Q & A: The Connecticut Alternative Minimum Tax
PURPOSE: The Connecticut alternative minimum tax is a tax imposed on certain individuals, estates and trusts in addition to the regular Connecticut income tax. This publication is intended to answer some of the most common questions concerning the application and calculation of this tax.
BACKGROUND: Conn. Gen. Stat. §12-700a provides that, for taxable years beginning on or after January 1, 1993, certain taxpayers are subject to the Connecticut alternative minimum tax.
WHO IS SUBJECT TO THE CONNECTICUT ALTERNATIVE MINIMUM TAX?
You are subject to the Connecticut alternative minimum tax and are required to file Form CT-6251, Connecticut Alternative Minimum Tax Return - Individuals, if for the taxable year:
If you meet one of the requirements above, you must file Form CT-6251, even if you do not have to pay the Connecticut alternative minimum tax. Certain individuals may be required to file federal Form 6251, Alternative Minimum Tax— Individuals, even though they do not have to pay the federal alternative minimum tax. These individuals are not subject to the Connecticut alternative minimum tax and are not required to file Form CT-6251. If you have questions about the federal alternative minimum tax, please call the Internal Revenue Service at 1-800-829-1040.
WHEN IS A TRUST OR ESTATE SUBJECT TO THE CONNECTICUT ALTERNATIVE MINIMUM TAX?
Any trust or estate liable for the federal alternative minimum tax must complete and attach Schedule I, Connecticut Alternative Minimum Tax Computation of Trust or Estate, to Form CT-1041, Connecticut Income Tax Return for Trusts and Estates. (The rules in this informational publication apply primarily to individuals. Guidance for trusts and estates can be found in the instructions to Form CT-1041 and Schedule I of that form.)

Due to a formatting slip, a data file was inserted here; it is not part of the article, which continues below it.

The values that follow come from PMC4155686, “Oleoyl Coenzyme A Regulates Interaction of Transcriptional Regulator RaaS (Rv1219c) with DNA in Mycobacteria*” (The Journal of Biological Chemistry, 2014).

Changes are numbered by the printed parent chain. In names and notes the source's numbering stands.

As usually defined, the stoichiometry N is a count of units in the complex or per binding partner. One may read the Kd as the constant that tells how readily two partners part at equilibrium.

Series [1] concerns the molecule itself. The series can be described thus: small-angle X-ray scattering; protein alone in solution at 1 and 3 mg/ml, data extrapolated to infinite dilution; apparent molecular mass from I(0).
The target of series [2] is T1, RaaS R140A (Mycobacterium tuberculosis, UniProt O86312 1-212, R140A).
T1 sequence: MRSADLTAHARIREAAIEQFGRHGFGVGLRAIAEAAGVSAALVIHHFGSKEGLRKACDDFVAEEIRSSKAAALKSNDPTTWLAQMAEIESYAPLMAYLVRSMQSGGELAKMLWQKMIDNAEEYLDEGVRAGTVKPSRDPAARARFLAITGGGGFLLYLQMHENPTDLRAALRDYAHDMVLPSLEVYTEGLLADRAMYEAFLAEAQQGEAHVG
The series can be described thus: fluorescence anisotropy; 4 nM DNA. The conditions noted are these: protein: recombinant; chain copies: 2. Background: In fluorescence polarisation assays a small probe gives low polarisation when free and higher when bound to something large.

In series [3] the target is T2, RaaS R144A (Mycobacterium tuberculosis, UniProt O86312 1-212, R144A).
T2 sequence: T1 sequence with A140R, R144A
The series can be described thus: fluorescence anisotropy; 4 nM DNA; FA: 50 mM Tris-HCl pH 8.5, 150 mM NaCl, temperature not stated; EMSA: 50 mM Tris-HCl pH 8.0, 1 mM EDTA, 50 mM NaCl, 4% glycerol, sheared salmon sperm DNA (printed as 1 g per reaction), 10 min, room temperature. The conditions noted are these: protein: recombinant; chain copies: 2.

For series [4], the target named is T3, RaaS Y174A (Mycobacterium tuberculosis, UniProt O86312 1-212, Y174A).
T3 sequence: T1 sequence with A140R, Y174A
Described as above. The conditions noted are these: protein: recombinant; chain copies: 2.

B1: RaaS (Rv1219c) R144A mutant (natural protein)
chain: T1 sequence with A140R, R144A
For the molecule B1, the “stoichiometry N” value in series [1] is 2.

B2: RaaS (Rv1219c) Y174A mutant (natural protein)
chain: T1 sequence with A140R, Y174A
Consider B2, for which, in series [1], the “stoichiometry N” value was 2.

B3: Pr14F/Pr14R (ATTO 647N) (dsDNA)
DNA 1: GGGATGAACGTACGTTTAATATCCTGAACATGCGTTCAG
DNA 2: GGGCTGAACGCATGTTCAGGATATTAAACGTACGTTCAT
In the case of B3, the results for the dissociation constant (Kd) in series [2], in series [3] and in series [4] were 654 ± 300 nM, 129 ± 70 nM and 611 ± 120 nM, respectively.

HOW IS THE CONNECTICUT ALTERNATIVE MINIMUM TAX COMPUTED?
Using Form CT-6251, compute the tax in the following manner:
STEP 1: Calculate your adjusted federal alternative minimum taxable income by making certain Connecticut modifications to your federal alternative minimum taxable income (as reported on Line 21 of federal Form 6251). Use your adjusted federal alternative minimum taxable income to recalculate your allowable exemption and the tentative minimum tax. The result is your adjusted federal tentative minimum tax.
STEP 2: The Connecticut minimum tax is the lesser of:
STEP 3: Nonresidents and part-year residents only will allocate the Connecticut minimum tax based upon the percentage of income from Connecticut sources.
STEP 4: Subtract your Connecticut income tax from the apportioned Connecticut minimum tax. The difference (if greater than zero) is your net Connecticut minimum tax.
STEP 5: Residents and part-year residents only who paid minimum taxes to a qualifying jurisdiction on the income that is taxed by both Connecticut and that jurisdiction will calculate their allowable credit and subtract it from the net Connecticut minimum tax. The result is the Connecticut alternative minimum tax.